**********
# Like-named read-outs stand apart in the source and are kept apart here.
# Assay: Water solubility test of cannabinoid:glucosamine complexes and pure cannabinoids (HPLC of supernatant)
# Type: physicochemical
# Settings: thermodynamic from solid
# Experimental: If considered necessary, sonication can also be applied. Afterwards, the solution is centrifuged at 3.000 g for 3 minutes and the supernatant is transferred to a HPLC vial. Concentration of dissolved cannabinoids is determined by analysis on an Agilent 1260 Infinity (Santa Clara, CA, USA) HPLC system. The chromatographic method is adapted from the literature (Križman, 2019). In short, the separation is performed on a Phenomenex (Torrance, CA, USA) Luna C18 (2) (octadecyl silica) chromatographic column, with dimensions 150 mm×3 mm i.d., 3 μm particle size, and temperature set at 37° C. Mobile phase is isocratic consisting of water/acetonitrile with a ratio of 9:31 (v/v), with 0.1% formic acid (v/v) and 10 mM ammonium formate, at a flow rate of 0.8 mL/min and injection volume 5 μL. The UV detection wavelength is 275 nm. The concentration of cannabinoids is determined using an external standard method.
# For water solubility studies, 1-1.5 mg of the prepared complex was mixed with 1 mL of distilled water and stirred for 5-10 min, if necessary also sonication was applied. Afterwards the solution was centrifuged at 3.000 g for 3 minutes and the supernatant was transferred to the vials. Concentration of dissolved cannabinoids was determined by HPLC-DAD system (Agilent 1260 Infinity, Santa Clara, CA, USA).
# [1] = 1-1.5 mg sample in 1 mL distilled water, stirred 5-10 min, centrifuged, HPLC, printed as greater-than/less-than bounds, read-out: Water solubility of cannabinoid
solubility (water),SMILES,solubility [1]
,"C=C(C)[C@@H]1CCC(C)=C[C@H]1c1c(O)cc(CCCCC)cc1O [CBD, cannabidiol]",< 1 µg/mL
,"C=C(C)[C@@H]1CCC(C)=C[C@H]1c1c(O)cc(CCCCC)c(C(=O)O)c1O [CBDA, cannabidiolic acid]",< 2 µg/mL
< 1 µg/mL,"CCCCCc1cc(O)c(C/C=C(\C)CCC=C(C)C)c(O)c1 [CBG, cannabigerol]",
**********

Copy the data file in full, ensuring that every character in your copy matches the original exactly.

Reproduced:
# Like-named read-outs stand apart in the source and are kept apart here.
# Assay: Water solubility test of cannabinoid:glucosamine complexes and pure cannabinoids (HPLC of supernatant)
# Type: physicochemical
# Settings: thermodynamic from solid
# Experimental: If considered necessary, sonication can also be applied. Afterwards, the solution is centrifuged at 3.000 g for 3 minutes and the supernatant is transferred to a HPLC vial. Concentration of dissolved cannabinoids is determined by analysis on an Agilent 1260 Infinity (Santa Clara, CA, USA) HPLC system. The chromatographic method is adapted from the literature (Križman, 2019). In short, the separation is performed on a Phenomenex (Torrance, CA, USA) Luna C18 (2) (octadecyl silica) chromatographic column, with dimensions 150 mm×3 mm i.d., 3 μm particle size, and temperature set at 37° C. Mobile phase is isocratic consisting of water/acetonitrile with a ratio of 9:31 (v/v), with 0.1% formic acid (v/v) and 10 mM ammonium formate, at a flow rate of 0.8 mL/min and injection volume 5 μL. The UV detection wavelength is 275 nm. The concentration of cannabinoids is determined using an external standard method.
# For water solubility studies, 1-1.5 mg of the prepared complex was mixed with 1 mL of distilled water and stirred for 5-10 min, if necessary also sonication was applied. Afterwards the solution was centrifuged at 3.000 g for 3 minutes and the supernatant was transferred to the vials. Concentration of dissolved cannabinoids was determined by HPLC-DAD system (Agilent 1260 Infinity, Santa Clara, CA, USA).
# [1] = 1-1.5 mg sample in 1 mL distilled water, stirred 5-10 min, centrifuged, HPLC, printed as greater-than/less-than bounds, read-out: Water solubility of cannabinoid
solubility (water),SMILES,solubility [1]
,"C=C(C)[C@@H]1CCC(C)=C[C@H]1c1c(O)cc(CCCCC)cc1O [CBD, cannabidiol]",< 1 µg/mL
,"C=C(C)[C@@H]1CCC(C)=C[C@H]1c1c(O)cc(CCCCC)c(C(=O)O)c1O [CBDA, cannabidiolic acid]",< 2 µg/mL
< 1 µg/mL,"CCCCCc1cc(O)c(C/C=C(\C)CCC=C(C)C)c(O)c1 [CBG, cannabigerol]",